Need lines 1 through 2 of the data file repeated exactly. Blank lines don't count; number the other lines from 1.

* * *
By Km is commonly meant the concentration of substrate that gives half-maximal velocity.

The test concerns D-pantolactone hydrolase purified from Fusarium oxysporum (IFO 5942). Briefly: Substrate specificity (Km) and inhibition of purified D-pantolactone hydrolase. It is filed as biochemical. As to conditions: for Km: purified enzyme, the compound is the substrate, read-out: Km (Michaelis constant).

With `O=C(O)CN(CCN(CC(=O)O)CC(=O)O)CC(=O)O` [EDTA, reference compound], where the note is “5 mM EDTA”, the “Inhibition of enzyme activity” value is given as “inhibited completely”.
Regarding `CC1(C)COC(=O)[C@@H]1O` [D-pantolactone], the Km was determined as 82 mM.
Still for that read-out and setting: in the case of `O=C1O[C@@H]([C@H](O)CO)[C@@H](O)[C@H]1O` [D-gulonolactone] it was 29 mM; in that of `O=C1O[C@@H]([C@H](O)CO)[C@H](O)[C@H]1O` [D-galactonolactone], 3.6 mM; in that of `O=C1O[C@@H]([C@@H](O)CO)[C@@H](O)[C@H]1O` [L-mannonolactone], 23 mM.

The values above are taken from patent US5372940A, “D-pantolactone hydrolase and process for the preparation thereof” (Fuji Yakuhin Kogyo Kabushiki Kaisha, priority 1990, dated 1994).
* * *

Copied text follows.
By Km is commonly meant the concentration of substrate that gives half-maximal velocity.

The test concerns D-pantolactone hydrolase purified from Fusarium oxysporum (IFO 5942). Briefly: Substrate specificity (Km) and inhibition of purified D-pantolactone hydrolase. It is filed as biochemical. As to conditions: for Km: purified enzyme, the compound is the substrate, read-out: Km (Michaelis constant).